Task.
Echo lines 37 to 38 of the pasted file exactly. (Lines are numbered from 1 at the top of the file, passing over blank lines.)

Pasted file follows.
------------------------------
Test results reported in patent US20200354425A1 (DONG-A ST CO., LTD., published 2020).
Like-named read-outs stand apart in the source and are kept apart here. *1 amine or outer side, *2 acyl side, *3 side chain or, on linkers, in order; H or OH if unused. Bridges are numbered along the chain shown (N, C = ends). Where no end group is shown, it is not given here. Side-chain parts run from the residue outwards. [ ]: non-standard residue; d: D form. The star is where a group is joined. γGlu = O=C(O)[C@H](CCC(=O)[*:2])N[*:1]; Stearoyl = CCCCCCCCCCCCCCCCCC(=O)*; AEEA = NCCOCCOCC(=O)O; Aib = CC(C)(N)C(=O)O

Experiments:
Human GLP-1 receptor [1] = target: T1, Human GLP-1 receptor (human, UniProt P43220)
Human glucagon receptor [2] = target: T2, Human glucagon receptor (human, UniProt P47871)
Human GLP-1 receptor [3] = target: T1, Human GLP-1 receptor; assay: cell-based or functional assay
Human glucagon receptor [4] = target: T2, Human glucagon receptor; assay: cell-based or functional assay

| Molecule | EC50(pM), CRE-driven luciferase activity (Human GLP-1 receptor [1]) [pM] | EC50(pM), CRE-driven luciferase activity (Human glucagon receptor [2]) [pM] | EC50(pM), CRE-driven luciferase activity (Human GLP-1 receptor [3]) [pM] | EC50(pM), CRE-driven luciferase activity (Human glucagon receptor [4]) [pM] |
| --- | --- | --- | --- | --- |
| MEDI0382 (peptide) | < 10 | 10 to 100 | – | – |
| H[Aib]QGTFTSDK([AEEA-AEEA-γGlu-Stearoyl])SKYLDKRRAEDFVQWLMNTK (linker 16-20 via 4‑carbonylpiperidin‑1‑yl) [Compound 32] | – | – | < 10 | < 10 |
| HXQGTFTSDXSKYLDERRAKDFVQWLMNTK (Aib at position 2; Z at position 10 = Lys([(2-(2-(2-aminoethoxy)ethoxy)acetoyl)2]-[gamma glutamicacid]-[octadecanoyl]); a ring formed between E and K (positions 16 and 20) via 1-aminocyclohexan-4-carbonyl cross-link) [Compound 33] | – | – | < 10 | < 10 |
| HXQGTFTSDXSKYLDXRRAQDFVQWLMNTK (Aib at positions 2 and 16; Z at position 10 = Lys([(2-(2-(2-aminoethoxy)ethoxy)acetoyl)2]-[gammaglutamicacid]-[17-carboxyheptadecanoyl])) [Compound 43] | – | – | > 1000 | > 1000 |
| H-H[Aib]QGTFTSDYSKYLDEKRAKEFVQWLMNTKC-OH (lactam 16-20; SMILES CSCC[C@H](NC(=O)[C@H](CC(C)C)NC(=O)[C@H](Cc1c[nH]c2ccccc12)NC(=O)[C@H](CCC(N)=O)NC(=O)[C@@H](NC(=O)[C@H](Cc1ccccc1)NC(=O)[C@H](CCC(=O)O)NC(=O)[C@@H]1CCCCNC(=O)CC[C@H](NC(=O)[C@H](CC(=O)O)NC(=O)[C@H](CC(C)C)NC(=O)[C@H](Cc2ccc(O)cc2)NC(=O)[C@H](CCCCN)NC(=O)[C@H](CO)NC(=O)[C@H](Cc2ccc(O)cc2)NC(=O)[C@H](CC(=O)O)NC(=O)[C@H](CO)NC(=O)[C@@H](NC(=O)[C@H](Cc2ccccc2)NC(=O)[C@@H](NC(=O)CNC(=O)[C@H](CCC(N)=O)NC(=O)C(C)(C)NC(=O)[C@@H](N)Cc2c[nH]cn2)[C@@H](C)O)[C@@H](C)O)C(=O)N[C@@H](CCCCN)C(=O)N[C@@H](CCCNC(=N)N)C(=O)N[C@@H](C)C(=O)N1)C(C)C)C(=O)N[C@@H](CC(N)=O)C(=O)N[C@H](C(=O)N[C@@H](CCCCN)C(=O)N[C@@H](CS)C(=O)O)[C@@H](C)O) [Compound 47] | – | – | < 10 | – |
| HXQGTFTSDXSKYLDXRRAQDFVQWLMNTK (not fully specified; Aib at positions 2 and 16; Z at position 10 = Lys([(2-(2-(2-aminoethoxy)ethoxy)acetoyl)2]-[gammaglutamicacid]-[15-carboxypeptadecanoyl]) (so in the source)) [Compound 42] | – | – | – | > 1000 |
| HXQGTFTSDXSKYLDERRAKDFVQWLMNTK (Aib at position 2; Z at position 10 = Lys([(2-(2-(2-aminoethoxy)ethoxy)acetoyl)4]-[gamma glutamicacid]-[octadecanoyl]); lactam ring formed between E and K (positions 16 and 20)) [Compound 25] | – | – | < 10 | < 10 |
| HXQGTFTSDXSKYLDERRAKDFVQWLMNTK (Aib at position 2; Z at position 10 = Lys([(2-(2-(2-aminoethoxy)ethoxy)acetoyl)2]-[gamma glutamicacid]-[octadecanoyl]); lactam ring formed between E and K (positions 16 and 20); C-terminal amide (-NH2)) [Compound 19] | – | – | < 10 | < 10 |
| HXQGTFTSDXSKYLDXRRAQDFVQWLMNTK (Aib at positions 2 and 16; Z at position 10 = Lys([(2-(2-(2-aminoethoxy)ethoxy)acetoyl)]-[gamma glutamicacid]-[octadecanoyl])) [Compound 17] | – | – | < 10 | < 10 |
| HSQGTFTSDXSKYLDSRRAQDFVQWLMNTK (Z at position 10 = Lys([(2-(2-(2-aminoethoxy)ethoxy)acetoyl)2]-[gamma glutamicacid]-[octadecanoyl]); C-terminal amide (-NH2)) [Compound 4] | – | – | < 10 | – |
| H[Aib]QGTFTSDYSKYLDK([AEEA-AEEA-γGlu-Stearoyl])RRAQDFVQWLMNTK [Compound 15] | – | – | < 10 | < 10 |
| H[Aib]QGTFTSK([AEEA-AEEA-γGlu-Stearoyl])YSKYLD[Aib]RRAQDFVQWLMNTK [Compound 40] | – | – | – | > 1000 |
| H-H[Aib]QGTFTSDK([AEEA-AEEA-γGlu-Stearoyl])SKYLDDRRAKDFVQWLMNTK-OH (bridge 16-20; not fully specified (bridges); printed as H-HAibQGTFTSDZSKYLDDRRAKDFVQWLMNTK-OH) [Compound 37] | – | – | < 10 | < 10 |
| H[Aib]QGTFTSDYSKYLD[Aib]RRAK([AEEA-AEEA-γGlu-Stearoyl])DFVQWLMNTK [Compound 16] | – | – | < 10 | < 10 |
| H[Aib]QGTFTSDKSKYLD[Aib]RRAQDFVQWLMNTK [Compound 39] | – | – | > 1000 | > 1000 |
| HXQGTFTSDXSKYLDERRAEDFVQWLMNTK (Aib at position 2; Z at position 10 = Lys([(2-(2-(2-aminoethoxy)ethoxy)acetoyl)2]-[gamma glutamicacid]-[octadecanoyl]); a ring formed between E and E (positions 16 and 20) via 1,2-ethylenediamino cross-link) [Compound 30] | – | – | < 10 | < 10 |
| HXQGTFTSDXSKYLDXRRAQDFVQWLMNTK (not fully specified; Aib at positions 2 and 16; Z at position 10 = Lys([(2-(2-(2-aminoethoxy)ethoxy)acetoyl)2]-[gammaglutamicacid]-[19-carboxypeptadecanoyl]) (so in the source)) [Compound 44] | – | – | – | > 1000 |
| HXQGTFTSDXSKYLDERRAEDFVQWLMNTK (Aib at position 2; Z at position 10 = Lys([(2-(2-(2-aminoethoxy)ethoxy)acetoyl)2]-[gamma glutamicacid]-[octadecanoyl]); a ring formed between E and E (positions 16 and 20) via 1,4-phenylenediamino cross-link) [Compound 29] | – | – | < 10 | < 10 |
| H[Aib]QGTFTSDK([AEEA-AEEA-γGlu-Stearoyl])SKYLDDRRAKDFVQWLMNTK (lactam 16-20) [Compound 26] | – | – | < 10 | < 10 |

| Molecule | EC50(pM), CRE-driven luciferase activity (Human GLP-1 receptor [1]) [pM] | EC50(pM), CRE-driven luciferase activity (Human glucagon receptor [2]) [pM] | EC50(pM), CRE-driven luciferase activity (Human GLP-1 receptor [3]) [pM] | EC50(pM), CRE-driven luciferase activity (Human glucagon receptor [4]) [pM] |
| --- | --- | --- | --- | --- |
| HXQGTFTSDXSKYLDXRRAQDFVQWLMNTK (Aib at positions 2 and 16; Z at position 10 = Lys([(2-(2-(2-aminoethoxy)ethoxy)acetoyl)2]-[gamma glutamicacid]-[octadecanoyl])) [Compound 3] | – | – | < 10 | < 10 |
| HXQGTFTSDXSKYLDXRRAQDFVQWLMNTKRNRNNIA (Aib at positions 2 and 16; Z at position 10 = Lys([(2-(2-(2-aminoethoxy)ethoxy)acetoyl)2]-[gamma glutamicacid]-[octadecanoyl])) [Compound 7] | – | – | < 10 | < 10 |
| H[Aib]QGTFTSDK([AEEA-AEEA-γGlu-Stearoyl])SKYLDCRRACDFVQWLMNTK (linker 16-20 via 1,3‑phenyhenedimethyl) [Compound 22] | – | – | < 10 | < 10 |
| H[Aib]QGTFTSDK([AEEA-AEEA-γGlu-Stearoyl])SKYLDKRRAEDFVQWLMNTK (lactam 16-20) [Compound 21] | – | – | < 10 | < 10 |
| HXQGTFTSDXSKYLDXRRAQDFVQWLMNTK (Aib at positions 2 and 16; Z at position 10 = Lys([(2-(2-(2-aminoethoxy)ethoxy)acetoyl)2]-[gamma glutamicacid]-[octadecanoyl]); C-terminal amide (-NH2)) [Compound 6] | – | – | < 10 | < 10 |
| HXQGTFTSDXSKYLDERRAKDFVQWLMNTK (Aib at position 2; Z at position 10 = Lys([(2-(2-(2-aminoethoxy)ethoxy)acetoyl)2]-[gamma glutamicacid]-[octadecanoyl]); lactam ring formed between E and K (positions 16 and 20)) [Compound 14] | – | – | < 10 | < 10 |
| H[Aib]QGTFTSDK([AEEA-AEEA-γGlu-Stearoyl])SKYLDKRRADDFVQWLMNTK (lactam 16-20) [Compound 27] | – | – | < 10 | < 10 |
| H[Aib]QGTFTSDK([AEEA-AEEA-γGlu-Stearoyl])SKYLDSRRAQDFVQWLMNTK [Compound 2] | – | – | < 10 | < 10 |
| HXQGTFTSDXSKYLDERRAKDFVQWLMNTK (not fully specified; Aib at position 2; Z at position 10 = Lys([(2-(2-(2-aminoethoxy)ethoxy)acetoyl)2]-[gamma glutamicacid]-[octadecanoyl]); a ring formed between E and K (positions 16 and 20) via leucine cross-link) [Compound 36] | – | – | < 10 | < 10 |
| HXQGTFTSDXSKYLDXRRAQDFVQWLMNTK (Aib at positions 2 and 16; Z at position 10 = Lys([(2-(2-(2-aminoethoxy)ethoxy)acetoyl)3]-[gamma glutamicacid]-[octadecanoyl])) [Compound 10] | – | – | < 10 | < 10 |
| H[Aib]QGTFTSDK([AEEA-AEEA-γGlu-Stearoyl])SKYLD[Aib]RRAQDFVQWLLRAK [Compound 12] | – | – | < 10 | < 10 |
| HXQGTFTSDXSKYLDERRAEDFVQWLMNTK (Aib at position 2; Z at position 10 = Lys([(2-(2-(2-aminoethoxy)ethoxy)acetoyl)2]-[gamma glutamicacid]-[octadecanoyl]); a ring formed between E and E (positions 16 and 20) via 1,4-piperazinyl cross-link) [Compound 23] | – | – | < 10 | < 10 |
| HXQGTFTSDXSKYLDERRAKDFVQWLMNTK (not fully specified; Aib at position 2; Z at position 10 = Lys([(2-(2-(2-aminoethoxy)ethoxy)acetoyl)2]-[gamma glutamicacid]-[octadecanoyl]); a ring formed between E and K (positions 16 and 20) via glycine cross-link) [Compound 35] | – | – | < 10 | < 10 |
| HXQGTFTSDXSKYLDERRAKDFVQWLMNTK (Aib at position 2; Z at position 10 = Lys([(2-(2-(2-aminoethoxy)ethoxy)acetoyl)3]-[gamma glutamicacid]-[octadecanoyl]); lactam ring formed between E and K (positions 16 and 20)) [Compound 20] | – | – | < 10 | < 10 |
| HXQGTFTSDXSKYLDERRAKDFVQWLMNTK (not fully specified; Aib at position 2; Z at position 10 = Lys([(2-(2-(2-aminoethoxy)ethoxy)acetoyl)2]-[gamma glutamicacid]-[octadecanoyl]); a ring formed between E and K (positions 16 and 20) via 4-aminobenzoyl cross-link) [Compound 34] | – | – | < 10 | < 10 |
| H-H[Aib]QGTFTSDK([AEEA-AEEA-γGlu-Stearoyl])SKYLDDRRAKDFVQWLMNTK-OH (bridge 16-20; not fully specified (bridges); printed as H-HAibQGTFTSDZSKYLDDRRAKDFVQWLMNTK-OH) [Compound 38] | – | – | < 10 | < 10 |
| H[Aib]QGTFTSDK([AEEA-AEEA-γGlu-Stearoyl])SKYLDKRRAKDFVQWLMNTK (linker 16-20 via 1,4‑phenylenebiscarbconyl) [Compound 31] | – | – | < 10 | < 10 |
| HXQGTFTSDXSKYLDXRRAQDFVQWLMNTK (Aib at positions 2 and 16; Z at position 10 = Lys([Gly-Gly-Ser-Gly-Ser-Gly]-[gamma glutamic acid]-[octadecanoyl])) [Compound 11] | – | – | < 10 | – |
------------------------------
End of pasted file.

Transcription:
| H[Aib]QGTFTSDK([AEEA-AEEA-γGlu-Stearoyl])SKYLDKRRADDFVQWLMNTK (lactam 16-20) [Compound 27] | – | – | < 10 | < 10 |
| H[Aib]QGTFTSDK([AEEA-AEEA-γGlu-Stearoyl])SKYLDSRRAQDFVQWLMNTK [Compound 2] | – | – | < 10 | < 10 |